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Omega-3 Fatty Acids, Non-Smoking Related to Better Vision

Degeneration of the central portion of the retina can lead to poor vision and blindness, a disease known as age-related macular degeneration (ARMD). Millions of people in the U.S. are afflicted with this vision degeneration. Harvard Medical School researchers published the twins study in the July 2006 edition of Archives of Ophthalmology regarding age-related macular degeneration.

Researchers studied genetic and environmental risk factors for development of ARMD in a large group of elderly male twins who had served in the United States armed forces. The study included 681 twins; 222 twins suffered with AMD either of an intermediate or late stage, whereas 459 sets of twins did not have any evidence of the condition.

Researchers found that smokers had a 1.9-fold increased risk of developing degeneration of the eye, where past smokers had an approximately 1.7-fold increased risk.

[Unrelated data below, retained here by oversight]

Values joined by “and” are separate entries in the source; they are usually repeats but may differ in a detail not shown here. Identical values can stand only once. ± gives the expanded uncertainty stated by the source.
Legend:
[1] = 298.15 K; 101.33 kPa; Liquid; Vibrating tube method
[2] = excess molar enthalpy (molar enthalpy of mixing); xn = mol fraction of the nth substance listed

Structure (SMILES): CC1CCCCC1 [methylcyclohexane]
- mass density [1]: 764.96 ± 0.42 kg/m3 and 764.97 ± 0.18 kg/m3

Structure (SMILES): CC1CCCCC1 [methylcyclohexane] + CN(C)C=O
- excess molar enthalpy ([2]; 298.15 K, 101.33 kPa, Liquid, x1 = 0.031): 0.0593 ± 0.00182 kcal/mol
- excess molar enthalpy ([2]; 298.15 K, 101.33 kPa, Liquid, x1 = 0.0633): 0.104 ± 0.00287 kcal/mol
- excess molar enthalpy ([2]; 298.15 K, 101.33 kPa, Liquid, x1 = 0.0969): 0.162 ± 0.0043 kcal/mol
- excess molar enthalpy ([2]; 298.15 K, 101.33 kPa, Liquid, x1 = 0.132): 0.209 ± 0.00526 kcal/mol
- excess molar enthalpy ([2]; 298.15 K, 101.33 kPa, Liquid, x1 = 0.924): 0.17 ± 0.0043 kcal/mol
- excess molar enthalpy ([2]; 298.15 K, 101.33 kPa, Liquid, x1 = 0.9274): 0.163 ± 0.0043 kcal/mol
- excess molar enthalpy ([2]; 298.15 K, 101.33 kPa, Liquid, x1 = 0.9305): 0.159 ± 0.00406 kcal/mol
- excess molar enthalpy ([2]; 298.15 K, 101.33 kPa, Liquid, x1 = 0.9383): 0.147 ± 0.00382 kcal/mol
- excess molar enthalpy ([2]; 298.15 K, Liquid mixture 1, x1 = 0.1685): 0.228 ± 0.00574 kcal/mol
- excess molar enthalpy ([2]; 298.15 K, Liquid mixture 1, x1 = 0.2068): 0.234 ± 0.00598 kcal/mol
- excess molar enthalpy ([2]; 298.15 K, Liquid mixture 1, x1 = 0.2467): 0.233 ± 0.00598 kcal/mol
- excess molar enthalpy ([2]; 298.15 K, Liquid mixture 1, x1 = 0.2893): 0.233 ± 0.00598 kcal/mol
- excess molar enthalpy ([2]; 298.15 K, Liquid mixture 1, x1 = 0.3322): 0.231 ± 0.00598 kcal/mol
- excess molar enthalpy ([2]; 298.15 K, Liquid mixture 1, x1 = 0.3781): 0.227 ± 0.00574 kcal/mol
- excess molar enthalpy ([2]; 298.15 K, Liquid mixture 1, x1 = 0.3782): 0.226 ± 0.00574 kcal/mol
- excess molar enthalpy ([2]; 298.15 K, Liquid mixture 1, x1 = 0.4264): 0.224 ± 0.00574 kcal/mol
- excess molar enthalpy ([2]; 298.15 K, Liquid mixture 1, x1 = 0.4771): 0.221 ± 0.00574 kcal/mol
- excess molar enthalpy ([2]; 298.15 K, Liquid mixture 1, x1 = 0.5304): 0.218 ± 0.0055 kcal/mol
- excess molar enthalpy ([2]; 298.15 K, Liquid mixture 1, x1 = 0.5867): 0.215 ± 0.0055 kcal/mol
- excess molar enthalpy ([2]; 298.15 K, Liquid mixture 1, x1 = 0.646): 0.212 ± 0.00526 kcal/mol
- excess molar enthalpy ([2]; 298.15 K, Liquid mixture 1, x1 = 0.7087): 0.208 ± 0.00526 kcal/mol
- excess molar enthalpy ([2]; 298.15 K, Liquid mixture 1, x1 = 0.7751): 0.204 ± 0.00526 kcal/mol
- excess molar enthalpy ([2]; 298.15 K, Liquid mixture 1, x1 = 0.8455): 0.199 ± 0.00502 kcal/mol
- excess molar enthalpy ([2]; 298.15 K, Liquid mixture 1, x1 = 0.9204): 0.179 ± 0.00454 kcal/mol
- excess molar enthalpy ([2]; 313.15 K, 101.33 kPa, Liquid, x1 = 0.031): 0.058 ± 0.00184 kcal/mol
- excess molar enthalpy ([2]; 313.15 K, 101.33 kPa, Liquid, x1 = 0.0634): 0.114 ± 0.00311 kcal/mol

Increased intake of fish reduced the risk of vision degeneration, particularly for those who ate two or more servings of per week. Dietary omega-3 fatty acid intake was inversely associated with this poor vision, reducing risk by about 45%. The authors concluded that this study of twins provided further evidence that cigarette smoking increased the risk, while fish consumption and omega-3 fatty acid intake from fish oil and krill oil reduced the risk, of loss of vision. This protective effect was wiped out however, in people who also had a high dietary intake of omega-6 fatty acids or linoleic acid. Linoleic acid is found in foods containing vegetable oils, such as margarine, corn and safflower oil, salad dressing and baked and processed foods.

So, if you are at risk for AMD, you should not limit your fat intake. You should increase your intake of omega-3 fatty acids and decrease your intake of omega-6. The ideal ratio of omega-6 to omega 3 is 2:1, not the 20:1 or even 50:1 ratio found in some American diets. That means you should eat more fish, omega-3 fish oils including krill oil, walnuts, flaxseeds and tofu. Eat less processed foods, trans-fats, and foods containing vegetable oils. The best oils to use are olive and coconut oil. The worst oils are corn, peanut, safflower, and sunflower.


Seddon JM, George S, Rosner B. Cigarette smoking, fish consumption, omega-3 fatty acid intake, and associations with age-related macular degeneration: the US Twin Study of Age-Related Macular Degeneration. Arch Ophthalmol. 2006 Jul;124(7):995-1001.

Key concepts: omega-3, omega-6 fatty acids, ARM, age-related maculopathy